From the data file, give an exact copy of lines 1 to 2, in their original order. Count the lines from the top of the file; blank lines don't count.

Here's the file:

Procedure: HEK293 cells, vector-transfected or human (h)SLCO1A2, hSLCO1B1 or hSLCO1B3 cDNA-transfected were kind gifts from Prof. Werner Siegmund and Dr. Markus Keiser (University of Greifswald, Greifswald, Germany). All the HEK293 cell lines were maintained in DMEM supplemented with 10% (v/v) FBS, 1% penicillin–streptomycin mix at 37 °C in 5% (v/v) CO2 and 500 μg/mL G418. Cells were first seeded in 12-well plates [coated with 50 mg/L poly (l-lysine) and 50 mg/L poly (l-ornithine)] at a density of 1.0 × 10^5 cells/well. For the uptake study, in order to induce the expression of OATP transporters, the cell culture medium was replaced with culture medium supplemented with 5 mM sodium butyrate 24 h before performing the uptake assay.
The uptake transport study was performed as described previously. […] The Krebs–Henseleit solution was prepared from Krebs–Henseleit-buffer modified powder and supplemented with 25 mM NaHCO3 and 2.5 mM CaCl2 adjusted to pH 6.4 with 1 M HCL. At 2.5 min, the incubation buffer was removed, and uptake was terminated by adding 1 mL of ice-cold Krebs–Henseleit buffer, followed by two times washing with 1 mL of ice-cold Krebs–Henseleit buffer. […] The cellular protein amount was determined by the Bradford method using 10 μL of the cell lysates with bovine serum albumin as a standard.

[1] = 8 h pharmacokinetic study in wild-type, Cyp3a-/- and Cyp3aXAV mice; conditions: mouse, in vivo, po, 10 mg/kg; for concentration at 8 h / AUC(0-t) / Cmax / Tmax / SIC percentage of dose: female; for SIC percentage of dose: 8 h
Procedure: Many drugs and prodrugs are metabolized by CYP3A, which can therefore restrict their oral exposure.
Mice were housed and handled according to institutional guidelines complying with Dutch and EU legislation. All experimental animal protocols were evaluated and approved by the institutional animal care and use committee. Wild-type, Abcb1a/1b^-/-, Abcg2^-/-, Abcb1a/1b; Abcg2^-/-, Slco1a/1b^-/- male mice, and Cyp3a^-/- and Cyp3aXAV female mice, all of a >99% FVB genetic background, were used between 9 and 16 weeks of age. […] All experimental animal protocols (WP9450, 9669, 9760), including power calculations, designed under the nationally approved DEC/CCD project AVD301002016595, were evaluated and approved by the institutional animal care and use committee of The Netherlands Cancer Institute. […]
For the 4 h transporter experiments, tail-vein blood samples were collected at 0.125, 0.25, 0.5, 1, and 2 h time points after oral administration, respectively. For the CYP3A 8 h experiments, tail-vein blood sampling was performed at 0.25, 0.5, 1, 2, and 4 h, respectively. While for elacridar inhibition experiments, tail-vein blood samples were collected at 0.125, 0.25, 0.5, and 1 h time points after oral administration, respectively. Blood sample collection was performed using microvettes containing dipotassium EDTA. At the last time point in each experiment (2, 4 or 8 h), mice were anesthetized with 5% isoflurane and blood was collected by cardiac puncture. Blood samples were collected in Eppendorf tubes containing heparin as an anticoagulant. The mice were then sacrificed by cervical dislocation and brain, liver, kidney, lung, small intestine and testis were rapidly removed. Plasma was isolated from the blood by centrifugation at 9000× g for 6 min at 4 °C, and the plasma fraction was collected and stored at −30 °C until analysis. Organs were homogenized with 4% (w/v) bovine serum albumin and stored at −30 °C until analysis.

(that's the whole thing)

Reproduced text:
Procedure: HEK293 cells, vector-transfected or human (h)SLCO1A2, hSLCO1B1 or hSLCO1B3 cDNA-transfected were kind gifts from Prof. Werner Siegmund and Dr. Markus Keiser (University of Greifswald, Greifswald, Germany). All the HEK293 cell lines were maintained in DMEM supplemented with 10% (v/v) FBS, 1% penicillin–streptomycin mix at 37 °C in 5% (v/v) CO2 and 500 μg/mL G418. Cells were first seeded in 12-well plates [coated with 50 mg/L poly (l-lysine) and 50 mg/L poly (l-ornithine)] at a density of 1.0 × 10^5 cells/well. For the uptake study, in order to induce the expression of OATP transporters, the cell culture medium was replaced with culture medium supplemented with 5 mM sodium butyrate 24 h before performing the uptake assay.
The uptake transport study was performed as described previously. […] The Krebs–Henseleit solution was prepared from Krebs–Henseleit-buffer modified powder and supplemented with 25 mM NaHCO3 and 2.5 mM CaCl2 adjusted to pH 6.4 with 1 M HCL. At 2.5 min, the incubation buffer was removed, and uptake was terminated by adding 1 mL of ice-cold Krebs–Henseleit buffer, followed by two times washing with 1 mL of ice-cold Krebs–Henseleit buffer. […] The cellular protein amount was determined by the Bradford method using 10 μL of the cell lysates with bovine serum albumin as a standard.